Take a closer look at NASA’s Orion spacecraft that will fly to the moon and back

NASA's uncrewed Artemis I moon flyby will pave the way for missions to Mars.
Chris Young
An artist's impression of Orion.
An artist's impression of Orion.

NASA/Liam Yanulis 

If all goes to plan, on Monday, August 29, next week, NASA's Artemis I mission will finally launch toward the moon.

NASA's most powerful rocket to date, the Space Launch System (SLS), will carry the space agency's Orion capsule to orbit, where it will detach and make its way toward the moon and back.

Though the SLS program has faced criticism for going over budget, and for using non-reusable technology, Artemis I will be a historic mission that will play a crucial role in NASA's long-term plans to send astronauts to Mars.

The future of space exploration

Artemis I will pave the way for NASA's first crewed mission to the moon since Apollo 17 in 1972. It will fly beyond the moon, and "take us farther than we’ve gone before, including to the vicinity of the moon and Mars," NASA says on its website.

“Named after one of the largest constellations in the night sky and drawing from more than 50 years of spaceflight research and development," NASA continues, "the Orion spacecraft is designed to meet the evolving needs of our nation's deep space exploration program for decades to come."

Orion's trajectory will take it far beyond the moon, and it's something that's been carefully planned by NASA and its partners, including Draper, which won the first Apollo 11 contract in the 60's. Draper will provide advanced guidance, navigation, and control for Artemis I. The Orion Crew Module, meanwhile, was built by Lockheed Martin, while the European Service Module was built by Airbus Defence and Space.

For Artemis I, Orion will perform a crewless flyby of the moon. Shortly after launch, it will detach from SLS and deploy into low Earth orbit. After orbiting Earth, Orion will be slung towards the moon, where it will perform a number of main engine burns to alter its trajectory before making its way back towards Earth.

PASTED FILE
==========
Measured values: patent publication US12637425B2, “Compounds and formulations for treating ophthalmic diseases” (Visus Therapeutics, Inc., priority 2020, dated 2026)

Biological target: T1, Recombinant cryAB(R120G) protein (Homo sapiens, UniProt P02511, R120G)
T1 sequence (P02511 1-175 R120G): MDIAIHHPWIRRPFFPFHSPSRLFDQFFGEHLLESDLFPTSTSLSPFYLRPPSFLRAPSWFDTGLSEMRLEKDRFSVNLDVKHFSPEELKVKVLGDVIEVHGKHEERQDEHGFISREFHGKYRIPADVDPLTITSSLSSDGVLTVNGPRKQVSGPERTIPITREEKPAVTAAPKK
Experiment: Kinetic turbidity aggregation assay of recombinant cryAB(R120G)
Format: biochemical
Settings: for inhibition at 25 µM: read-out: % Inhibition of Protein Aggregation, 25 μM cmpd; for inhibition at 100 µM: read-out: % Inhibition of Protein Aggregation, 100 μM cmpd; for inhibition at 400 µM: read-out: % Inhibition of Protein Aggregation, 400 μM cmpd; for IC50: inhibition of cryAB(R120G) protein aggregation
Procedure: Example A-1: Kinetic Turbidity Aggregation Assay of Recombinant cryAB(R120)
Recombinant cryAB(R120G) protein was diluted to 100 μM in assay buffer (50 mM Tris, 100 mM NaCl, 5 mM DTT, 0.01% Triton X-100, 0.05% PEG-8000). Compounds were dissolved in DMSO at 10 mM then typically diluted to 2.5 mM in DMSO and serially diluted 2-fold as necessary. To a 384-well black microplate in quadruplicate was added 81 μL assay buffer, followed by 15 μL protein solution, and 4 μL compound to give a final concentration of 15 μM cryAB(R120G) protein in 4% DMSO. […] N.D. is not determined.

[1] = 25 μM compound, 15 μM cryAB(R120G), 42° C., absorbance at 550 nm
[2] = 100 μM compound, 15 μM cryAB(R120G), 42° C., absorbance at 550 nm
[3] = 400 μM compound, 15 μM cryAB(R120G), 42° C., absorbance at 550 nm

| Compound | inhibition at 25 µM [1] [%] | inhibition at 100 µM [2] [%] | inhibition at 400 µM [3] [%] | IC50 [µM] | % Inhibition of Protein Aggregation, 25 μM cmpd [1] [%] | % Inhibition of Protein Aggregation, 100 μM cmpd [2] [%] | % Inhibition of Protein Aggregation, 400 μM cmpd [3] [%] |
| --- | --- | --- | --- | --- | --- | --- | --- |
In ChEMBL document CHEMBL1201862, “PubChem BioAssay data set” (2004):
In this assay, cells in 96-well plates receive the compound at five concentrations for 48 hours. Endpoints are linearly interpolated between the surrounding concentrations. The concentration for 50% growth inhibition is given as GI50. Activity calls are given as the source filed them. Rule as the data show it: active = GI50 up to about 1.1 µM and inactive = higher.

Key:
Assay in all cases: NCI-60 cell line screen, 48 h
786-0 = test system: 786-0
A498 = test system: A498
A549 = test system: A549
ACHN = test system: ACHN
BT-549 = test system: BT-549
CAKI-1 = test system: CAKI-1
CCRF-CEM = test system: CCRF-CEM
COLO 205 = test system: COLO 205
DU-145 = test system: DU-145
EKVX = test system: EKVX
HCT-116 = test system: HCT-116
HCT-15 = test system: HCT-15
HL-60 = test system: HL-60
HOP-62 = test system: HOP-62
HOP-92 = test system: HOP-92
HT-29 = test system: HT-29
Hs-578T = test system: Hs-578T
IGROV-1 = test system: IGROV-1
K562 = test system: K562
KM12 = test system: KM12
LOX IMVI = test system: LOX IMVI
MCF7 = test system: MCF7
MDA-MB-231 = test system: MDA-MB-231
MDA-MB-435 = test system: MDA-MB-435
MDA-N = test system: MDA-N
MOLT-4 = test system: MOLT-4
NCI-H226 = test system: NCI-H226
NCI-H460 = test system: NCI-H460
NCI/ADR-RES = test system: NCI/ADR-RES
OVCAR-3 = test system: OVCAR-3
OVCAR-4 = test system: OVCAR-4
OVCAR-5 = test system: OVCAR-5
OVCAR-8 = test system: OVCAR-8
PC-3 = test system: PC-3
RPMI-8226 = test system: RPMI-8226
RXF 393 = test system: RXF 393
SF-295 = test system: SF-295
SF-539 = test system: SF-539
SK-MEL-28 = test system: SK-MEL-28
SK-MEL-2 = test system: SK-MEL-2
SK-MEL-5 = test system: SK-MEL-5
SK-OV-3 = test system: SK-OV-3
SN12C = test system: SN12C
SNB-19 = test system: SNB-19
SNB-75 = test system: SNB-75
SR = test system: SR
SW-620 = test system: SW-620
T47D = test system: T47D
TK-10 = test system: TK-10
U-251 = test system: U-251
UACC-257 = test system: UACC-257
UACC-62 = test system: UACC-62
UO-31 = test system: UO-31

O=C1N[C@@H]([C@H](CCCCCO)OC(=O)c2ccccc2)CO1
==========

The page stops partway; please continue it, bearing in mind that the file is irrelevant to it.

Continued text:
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If Artemis I does launch on August 29, it is expected to return and make a splashdown over the Pacific Ocean on October 10. The mission will have lasted approximately 42 days. Artemis II will send astronauts on the same journey around the moon, aboard Orion. For Artemis III, however, NASA has contracted SpaceX's Starship launch vehicle to send astronauts back to the surface of the moon.

A closer look at NASA's Orion capsule

In a video posted by NASA, the U.S. space agency shows off the details of its Orion capsule. The spacecraft is the first designed by NASA to send — up to four — astronauts into deep space. Orion's main engine emits 6,000 pounds of thrust, while its eight auxiliary engines each offer up to 110 pounds of thrust.

Orion's launch abort system is designed to propel the crew capsule away from a potential SLS crash or anomaly. The system reacts within milliseconds to any issue. If deployed, the crew capsule should be safely jettisoned to perform a parachute-assisted landing. Orion will also feature four seven-meter-long solar wings, each of which will have 3,750 solar cells.

SLS and Orion are now on the launch pad at Cape Canaveral, meaning NASA is now gearing up for the launch of Artemis I. Stay posted for live updates, and here's how you can watch the launch live.

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